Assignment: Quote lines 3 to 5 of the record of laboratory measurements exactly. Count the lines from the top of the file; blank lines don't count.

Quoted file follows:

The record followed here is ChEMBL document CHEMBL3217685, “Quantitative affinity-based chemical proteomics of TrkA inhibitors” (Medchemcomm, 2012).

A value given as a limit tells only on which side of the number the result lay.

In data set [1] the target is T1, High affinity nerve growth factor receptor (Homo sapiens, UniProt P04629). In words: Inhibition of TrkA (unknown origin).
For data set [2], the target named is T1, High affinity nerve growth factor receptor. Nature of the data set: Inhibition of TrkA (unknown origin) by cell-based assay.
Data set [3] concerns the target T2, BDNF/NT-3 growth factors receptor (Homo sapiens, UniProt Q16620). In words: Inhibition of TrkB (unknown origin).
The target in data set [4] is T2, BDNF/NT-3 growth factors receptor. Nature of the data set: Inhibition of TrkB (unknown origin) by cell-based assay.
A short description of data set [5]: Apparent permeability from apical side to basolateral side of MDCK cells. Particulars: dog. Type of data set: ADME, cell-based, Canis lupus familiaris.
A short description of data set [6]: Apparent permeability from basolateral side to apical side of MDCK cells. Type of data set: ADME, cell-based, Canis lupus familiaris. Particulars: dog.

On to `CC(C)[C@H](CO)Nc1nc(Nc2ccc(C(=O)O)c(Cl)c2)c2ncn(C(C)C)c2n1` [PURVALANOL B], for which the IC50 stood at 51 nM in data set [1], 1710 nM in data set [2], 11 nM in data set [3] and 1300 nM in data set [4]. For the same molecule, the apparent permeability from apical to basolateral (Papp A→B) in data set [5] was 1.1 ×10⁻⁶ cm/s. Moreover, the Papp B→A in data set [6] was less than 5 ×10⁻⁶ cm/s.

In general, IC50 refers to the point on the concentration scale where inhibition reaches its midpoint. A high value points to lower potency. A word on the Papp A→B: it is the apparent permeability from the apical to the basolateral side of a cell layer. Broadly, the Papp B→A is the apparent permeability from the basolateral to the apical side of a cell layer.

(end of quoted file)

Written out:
In data set [1] the target is T1, High affinity nerve growth factor receptor (Homo sapiens, UniProt P04629). In words: Inhibition of TrkA (unknown origin).
For data set [2], the target named is T1, High affinity nerve growth factor receptor. Nature of the data set: Inhibition of TrkA (unknown origin) by cell-based assay.
Data set [3] concerns the target T2, BDNF/NT-3 growth factors receptor (Homo sapiens, UniProt Q16620). In words: Inhibition of TrkB (unknown origin).